Old Bailey statue of Justice

Pro Bono Matters

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LSE Pro Bono Matters is a postgraduate group that volunteers to work for social justice using the law with the aim of improving access to justice, protecting human rights and furthering public interest causes. The student organisation was founded by Master of Laws (LLM) students in the 2014-15 academic year and is led by an LLM Student Director, a PhD Representative and the LSE Law School's Pro Bono Coordinators.

The LSE Pro Bono Matters group consists of LLM and other LSE Masters students who volunteer to assist internal and external organisations and practitioners on: human rights cases and international strategic litigation; producing legal submissions; writing reports for non-profit organisations; and conducting research in the public interest. In addition to this, LSE Pro Bono Matters also holds events throughout the academic year to raise awareness for particular issues and for careers in human rights and other areas of law.

See also our newsletter for Lent Term 2021.
 

Contact our team

LSE Law School Pro Bono Coordinators
Dr Niamh Dunne (Associate Professor of Law)
Dr Emmanuel Voyiakis (Associate Professor of Law)
Dr Insa Koch (Assistant Professor of Law and Anthropology)

PhD Representative
Shree Agnihotri (PhD Student in Law, s.agnihotri1@lse.ac.uk)

Student Director
Callum Shepherd (c.shepherd1@lse.ac.uk)

Vice Student Director/Treasurer
Uttanshi Agarwal (u.agarwal8@lse.ac.uk)

Secretary
Natalya Ying (n.lo-jia-ying@lse.ac.uk)

Events Coordinator
Alice Norga (a.norga@lse.ac.uk)

Communications and Media Officer
Christiana Verdeli  (c.verdeli@lse.ac.uk)

Contact us
law.probonomatters@lse.ac.uk; or email any of the committee members directly.

Or follow us on Facebook, Instagram or LinkedIn 

Meet the Team

Student Director - Callum Shepherd

'I developed a sincere passion for pro bono whilst running a commercial law pro bono clinic during my undergraduate degree, allowing me to witness first-hand the impact that students can make. With an interest in egalitarian projects consequent to my time spent managing a charity, I hope to expand the range of interest groups helped by Pro Bono Matters and ensure our organisation continues in its immensely valuable research contributions.'

Vice Student Director - Uttanshi Agarwal

 'My passion towards enhancing access to justice for all is shaped by my time offering pro bono legal and mental health services to survivors of gender-based violence at One Future Collective, a social justice oriented, not for profit based in India. Through Pro Bono Matters, I wish to continue building an ecosystem where all individuals receive justice that is inclusive, affordable and accessible.'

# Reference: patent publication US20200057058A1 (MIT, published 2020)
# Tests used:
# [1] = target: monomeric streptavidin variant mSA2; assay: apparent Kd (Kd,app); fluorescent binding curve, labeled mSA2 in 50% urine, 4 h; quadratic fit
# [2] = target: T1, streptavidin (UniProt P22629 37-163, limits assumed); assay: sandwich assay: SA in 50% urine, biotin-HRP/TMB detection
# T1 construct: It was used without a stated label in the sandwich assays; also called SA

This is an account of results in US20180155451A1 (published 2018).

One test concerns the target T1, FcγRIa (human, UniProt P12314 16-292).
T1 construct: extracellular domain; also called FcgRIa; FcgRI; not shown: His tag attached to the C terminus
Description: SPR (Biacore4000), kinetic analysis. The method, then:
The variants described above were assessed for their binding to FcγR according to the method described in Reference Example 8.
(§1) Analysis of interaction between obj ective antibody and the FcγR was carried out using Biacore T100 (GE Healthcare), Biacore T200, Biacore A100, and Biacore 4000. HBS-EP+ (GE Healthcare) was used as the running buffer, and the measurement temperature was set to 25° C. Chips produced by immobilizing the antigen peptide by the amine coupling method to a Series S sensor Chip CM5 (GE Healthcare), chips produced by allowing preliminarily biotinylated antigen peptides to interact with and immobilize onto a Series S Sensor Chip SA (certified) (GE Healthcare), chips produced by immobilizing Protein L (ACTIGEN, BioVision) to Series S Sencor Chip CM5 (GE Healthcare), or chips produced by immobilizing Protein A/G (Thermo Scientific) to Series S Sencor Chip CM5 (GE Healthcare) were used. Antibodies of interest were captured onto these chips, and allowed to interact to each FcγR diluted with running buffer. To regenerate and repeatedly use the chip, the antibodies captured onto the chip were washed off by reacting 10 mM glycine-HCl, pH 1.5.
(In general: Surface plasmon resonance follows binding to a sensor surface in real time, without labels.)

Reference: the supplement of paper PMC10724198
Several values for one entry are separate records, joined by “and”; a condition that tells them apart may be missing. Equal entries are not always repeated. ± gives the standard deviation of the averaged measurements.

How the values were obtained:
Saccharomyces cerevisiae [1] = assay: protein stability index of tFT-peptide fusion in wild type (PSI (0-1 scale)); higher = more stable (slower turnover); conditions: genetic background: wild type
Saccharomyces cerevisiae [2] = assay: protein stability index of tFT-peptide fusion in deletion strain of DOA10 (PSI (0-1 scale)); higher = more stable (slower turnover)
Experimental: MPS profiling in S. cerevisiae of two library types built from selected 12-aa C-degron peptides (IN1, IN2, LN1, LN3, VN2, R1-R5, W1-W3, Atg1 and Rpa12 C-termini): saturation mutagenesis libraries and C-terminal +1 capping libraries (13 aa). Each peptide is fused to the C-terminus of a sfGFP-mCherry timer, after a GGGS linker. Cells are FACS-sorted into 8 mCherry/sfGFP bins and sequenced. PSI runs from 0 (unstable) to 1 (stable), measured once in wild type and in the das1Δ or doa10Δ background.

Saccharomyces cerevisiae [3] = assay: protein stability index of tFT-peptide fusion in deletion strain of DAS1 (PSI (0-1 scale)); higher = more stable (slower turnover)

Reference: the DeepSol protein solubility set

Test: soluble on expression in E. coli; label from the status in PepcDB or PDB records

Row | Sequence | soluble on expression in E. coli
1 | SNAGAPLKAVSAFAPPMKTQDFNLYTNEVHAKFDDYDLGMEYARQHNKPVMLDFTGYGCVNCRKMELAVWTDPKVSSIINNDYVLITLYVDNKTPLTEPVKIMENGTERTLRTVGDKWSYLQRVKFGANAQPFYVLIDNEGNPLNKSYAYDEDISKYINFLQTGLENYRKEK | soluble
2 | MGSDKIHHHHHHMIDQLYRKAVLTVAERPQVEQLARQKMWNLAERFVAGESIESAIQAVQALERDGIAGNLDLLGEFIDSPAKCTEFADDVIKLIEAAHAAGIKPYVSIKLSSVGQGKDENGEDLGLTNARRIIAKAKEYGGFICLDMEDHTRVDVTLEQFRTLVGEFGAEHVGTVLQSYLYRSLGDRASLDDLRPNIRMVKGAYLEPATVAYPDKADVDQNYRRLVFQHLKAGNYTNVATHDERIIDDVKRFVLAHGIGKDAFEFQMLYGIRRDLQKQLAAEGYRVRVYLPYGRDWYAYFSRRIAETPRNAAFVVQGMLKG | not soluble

Secretary - Natalya Ying

'My interest in Pro Bono Matters is fuelled by my desire to have positive social impact by opening further access to justice. Also, to contribute the skills I developed undertaking methodical, community-focused work at law firms. I recognised the importance of creating opportunities for the public to interact with the legal system because commercial law firms require high barriers to entry and realised people often do not have the medium to explore legal matters'

Events Coordinator - Alice Norga

'I am firmly committed to the cause of social justice, specifically in so far as it intersects with legal issues. Indeed, my academic interest in human rights is complemented by a desire to promote justice in practice, which I have pursued by undertaking work experience in non-profit organisations. As I find furthering public interest causes rewarding, I am motivated to become a part of LSE Pro Bono Matters.'

Communications and Media Officer – Christiana Verdeli 

'I strongly believe that everyone should have the right to legal representation, including people unable to afford it or otherwise unable to access it. Thus, I decided to get involved with Pro Bono Matters to gain more knowledge on the subject of giving back to the public, support the wider community of volunteers, as well as contribute my skills to organisations that make a difference with their research initiatives.'

2020/2021 Research Projects

Below you can find out about some of our research projects from this year

1.  British Institute for Comparative Law (BIICL)

BIICL is one of the leading independent research centres for international and comparative law in the world.

LSE Pro Bono Matters has worked with BIICL on two research projects: one focusing on anti-trafficking law and policy (the JTIP Project) and one focusing on the impact of COVID-19 on international commercial dispute resolution.

2. The Prison Reform Trust and Howard League

The Prison Reform Trust (PRT) an independent UK charity working to create a just, humane and effective penal system. The Howard League for Penal Reform is the oldest penal reform charity in the UK.

LSE Pro Bono Matters volunteers are working with these two charities on casework analyses focusing on decisions of the UK Parole Board and court proceedings relating to prisoners’ rights.

3.  Restorative Justice For All

RJ4ALL an international institute with a mission to advance community cohesion and human Rights.